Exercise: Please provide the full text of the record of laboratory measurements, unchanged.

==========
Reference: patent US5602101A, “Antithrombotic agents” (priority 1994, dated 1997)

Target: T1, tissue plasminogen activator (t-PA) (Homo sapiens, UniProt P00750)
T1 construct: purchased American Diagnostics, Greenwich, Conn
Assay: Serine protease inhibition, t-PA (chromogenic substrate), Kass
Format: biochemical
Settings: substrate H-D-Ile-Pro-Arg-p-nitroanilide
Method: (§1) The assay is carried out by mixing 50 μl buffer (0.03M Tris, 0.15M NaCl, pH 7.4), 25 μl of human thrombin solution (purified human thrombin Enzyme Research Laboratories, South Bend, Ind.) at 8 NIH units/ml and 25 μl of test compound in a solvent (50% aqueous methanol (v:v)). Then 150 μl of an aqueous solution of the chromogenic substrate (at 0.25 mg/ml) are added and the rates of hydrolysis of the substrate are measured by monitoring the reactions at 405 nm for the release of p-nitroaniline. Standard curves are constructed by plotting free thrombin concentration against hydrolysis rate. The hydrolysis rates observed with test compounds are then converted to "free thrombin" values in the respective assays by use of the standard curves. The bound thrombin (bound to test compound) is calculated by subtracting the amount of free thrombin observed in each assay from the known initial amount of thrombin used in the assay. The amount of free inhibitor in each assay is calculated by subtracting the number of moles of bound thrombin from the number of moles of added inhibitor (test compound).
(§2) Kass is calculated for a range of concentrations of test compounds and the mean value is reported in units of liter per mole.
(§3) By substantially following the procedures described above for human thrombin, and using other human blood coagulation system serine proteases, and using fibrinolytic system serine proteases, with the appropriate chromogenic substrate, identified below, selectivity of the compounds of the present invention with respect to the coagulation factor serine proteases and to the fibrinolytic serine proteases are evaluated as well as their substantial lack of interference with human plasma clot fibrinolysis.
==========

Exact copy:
Reference: patent US5602101A, “Antithrombotic agents” (priority 1994, dated 1997)

Target: T1, tissue plasminogen activator (t-PA) (Homo sapiens, UniProt P00750)
T1 construct: purchased American Diagnostics, Greenwich, Conn
Assay: Serine protease inhibition, t-PA (chromogenic substrate), Kass
Format: biochemical
Settings: substrate H-D-Ile-Pro-Arg-p-nitroanilide
Method: (§1) The assay is carried out by mixing 50 μl buffer (0.03M Tris, 0.15M NaCl, pH 7.4), 25 μl of human thrombin solution (purified human thrombin Enzyme Research Laboratories, South Bend, Ind.) at 8 NIH units/ml and 25 μl of test compound in a solvent (50% aqueous methanol (v:v)). Then 150 μl of an aqueous solution of the chromogenic substrate (at 0.25 mg/ml) are added and the rates of hydrolysis of the substrate are measured by monitoring the reactions at 405 nm for the release of p-nitroaniline. Standard curves are constructed by plotting free thrombin concentration against hydrolysis rate. The hydrolysis rates observed with test compounds are then converted to "free thrombin" values in the respective assays by use of the standard curves. The bound thrombin (bound to test compound) is calculated by subtracting the amount of free thrombin observed in each assay from the known initial amount of thrombin used in the assay. The amount of free inhibitor in each assay is calculated by subtracting the number of moles of bound thrombin from the number of moles of added inhibitor (test compound).
(§2) Kass is calculated for a range of concentrations of test compounds and the mean value is reported in units of liter per mole.
(§3) By substantially following the procedures described above for human thrombin, and using other human blood coagulation system serine proteases, and using fibrinolytic system serine proteases, with the appropriate chromogenic substrate, identified below, selectivity of the compounds of the present invention with respect to the coagulation factor serine proteases and to the fibrinolytic serine proteases are evaluated as well as their substantial lack of interference with human plasma clot fibrinolysis.